Steven Moffat and Mark Gatiss’ wonderful series Sherlock returned in 2017 for a three-episode series four. I have adored this series, a modern-day reinterpretation of the Sherlock Holmes stories, since the beginning. I admire its intelligence and sophistication and the way the series has allowed us to fall in love with these wonderfully bizarre characters.
As always, three episodes feels like far too little after such a long wait for new installments. Because of such a long wait between series (or seasons, in American parlance), and because we get so few new episodes each time, I feel like the producers put an impossible amount of pressure on themselves to make each of the rare new episodes perfect.
Well, none of the new episodes in series four are perfect, and there is a plot twist at the end of the first episode that I didn’t care for at all, and that colored this whole new series in an unfavorable way for me. But these three new episodes remain wonderfully entertaining, impressively-crafted pieces of television entertainment. The third episode is probably the most ambitious episode the series has ever done, with an extraordinary scope and amazing production design.
This is a darker season of the show than we’ve seen before. Generally, this show has been able to be fun while also maintaining true dramatic stakes for all the characters. The plot twist at the end of episode one, though, throws all that out the window. While I understand the show-runners’ desire to shake up the status quo and not just keep doing the same things, and while I was ultimately satisfied with how the story begun in that terrible moment resolves itself by the end of episode three, I felt that event unbalanced this season to a degree that bothered me. It was hard to find much joy in Sherlock after that moment. The writers clearly understood that and went there anyways. For me, personally, I wish they’d have made a different choice.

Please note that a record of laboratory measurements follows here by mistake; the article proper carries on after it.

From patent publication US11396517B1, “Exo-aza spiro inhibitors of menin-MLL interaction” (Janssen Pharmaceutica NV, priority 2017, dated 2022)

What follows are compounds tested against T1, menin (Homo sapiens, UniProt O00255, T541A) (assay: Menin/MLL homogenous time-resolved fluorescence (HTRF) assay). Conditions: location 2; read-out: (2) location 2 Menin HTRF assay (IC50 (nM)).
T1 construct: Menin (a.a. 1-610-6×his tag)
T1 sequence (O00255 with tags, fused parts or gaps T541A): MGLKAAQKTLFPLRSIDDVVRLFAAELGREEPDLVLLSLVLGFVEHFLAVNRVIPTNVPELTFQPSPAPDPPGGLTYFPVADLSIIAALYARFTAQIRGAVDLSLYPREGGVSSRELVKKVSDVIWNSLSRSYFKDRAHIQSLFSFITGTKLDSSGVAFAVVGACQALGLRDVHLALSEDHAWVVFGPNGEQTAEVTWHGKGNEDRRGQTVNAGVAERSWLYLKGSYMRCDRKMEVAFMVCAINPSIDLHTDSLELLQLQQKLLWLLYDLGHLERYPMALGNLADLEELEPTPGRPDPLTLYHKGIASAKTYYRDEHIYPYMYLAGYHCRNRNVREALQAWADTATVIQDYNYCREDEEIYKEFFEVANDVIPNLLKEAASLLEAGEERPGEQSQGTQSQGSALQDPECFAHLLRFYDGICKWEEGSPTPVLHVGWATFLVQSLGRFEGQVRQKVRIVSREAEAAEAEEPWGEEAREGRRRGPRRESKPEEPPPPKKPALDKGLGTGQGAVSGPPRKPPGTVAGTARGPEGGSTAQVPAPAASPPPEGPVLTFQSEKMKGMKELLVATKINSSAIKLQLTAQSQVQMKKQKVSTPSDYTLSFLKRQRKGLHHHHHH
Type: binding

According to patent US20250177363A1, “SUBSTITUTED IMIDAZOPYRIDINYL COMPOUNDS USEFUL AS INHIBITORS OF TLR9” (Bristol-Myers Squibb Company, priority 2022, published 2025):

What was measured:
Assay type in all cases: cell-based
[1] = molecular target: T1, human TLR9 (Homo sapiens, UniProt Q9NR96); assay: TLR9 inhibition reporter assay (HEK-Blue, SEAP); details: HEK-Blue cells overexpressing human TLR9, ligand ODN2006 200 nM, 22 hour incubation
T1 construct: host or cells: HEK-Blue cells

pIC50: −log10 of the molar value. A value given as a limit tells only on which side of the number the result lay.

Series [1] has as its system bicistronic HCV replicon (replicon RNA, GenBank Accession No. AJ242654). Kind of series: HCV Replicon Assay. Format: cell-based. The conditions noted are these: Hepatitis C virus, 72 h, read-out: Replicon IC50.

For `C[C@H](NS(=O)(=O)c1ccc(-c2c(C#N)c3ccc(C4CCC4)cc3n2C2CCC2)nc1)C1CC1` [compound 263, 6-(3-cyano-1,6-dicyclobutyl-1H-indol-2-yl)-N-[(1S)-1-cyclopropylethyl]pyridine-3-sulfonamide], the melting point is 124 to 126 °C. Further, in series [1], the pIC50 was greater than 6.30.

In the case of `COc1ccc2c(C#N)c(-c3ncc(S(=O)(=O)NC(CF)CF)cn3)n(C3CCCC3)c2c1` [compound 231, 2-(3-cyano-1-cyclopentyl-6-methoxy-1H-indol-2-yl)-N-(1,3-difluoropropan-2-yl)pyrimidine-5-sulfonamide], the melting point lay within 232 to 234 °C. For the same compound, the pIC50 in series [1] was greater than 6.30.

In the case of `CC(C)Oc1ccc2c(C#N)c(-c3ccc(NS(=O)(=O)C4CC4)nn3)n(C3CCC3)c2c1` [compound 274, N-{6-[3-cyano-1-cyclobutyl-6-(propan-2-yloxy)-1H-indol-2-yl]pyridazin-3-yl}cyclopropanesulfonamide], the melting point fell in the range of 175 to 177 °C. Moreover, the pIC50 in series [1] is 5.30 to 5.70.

OK, let’s take a deeper dive into these three episodes! Beware SPOILERS ahead.
The Six Thatchers — We get several engaging mysteries in this episode. First is the mystery of the college student found dead in a car in his parents’ driveway, despite his being abroad at the time and in fact having Skyped with his father at the moment he was apparently killed. Then there is the titular mystery of a series of apparently unconnected crimes linked only by the commonality that a statue of Margaret Thatcher was destroyed in each instance. Then there is the more important-to-the-series exploration of the backstory of John Watson’s wife Mary’s mysterious past, and the apparent resurrection of her former soldier/assassin partner … [continued]
And now, here are my Top Five Episodes of TV in 2016:
5. Sherlock: “The Abominable Bride” (aired on 1/5/16) – I was tickled by the idea of taking Benedict Cumberbatch and Martin Freeman’s modern-day interpretations of Sherlock Holmes and setting them in the Victorian era from which the Holmes stories originated. Had this been an entirely out-of-continuity caper — as I thought it would be, going into the episode — I’d have been happy. But I was delighted to discover that, instead, this story connected directly to the cliffhanger ending of season three, and allowed us to explore the idea of Sherlock’s “mind palace” that was first raised back in the season two finale. This episode was filled with many fun little moments, from Mrs. Hudson’s complaining that John never gives her any lines in his stories to the 19th century version of Holmes and Watson’s first meeting (as originally depicted in “A Study in Pink”). And things got suitably mind-bending as the episode progressed and the story began jumping more frequently between the Victorian setting (happening inside Sherlock’s brain) and the modern-day events on board the plane, with Moriarty’s apparent return from the dead presenting a frightening new threat. I adore this series and, if we couldn’t get a full three-episode new season of Sherlock in 2016, this one-off was a fine substitute. (By the way, I’ll be sharing my thoughts on the recently-aired season four of Sherlock soon!!)